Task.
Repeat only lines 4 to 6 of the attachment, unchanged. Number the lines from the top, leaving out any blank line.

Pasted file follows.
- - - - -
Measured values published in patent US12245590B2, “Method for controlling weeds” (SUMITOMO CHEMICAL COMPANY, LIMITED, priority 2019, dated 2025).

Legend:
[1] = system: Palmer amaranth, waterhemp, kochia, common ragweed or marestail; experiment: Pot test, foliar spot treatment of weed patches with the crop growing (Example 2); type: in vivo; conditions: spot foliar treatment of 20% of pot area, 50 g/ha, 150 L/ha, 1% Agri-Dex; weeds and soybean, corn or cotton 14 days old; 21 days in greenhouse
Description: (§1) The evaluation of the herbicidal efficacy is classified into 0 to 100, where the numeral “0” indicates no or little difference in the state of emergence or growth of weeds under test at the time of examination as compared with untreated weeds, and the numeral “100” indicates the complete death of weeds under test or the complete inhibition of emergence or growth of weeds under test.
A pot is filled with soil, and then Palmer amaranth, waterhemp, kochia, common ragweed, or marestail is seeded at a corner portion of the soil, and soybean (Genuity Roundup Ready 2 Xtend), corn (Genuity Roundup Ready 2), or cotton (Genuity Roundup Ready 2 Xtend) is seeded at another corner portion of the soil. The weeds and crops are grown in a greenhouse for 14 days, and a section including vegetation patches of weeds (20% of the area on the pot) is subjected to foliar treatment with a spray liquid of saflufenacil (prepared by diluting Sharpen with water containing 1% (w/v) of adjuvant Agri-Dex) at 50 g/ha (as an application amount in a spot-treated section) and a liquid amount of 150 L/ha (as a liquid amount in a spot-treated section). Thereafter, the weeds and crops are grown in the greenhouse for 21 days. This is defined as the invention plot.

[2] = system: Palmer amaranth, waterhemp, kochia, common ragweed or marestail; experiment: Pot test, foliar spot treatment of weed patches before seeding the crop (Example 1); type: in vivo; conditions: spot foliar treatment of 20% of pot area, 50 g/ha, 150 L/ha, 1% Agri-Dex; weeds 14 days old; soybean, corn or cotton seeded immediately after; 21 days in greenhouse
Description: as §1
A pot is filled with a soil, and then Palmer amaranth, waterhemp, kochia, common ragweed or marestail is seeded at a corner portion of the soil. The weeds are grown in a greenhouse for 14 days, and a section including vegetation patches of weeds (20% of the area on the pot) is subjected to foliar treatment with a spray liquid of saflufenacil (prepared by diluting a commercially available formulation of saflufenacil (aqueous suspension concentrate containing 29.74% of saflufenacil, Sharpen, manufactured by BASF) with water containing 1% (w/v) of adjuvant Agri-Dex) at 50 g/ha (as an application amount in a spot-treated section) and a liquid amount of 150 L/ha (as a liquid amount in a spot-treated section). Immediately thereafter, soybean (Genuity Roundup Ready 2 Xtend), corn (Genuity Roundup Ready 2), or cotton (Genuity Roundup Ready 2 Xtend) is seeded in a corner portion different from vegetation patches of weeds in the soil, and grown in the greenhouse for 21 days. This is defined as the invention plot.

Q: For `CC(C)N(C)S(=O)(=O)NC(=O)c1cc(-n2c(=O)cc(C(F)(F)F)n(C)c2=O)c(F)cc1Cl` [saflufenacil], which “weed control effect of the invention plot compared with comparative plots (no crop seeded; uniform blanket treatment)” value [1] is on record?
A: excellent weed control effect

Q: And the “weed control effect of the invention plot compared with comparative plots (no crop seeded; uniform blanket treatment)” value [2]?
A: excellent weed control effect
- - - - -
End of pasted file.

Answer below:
Description: (§1) The evaluation of the herbicidal efficacy is classified into 0 to 100, where the numeral “0” indicates no or little difference in the state of emergence or growth of weeds under test at the time of examination as compared with untreated weeds, and the numeral “100” indicates the complete death of weeds under test or the complete inhibition of emergence or growth of weeds under test.
A pot is filled with soil, and then Palmer amaranth, waterhemp, kochia, common ragweed, or marestail is seeded at a corner portion of the soil, and soybean (Genuity Roundup Ready 2 Xtend), corn (Genuity Roundup Ready 2), or cotton (Genuity Roundup Ready 2 Xtend) is seeded at another corner portion of the soil. The weeds and crops are grown in a greenhouse for 14 days, and a section including vegetation patches of weeds (20% of the area on the pot) is subjected to foliar treatment with a spray liquid of saflufenacil (prepared by diluting Sharpen with water containing 1% (w/v) of adjuvant Agri-Dex) at 50 g/ha (as an application amount in a spot-treated section) and a liquid amount of 150 L/ha (as a liquid amount in a spot-treated section). Thereafter, the weeds and crops are grown in the greenhouse for 21 days. This is defined as the invention plot.

[2] = system: Palmer amaranth, waterhemp, kochia, common ragweed or marestail; experiment: Pot test, foliar spot treatment of weed patches before seeding the crop (Example 1); type: in vivo; conditions: spot foliar treatment of 20% of pot area, 50 g/ha, 150 L/ha, 1% Agri-Dex; weeds 14 days old; soybean, corn or cotton seeded immediately after; 21 days in greenhouse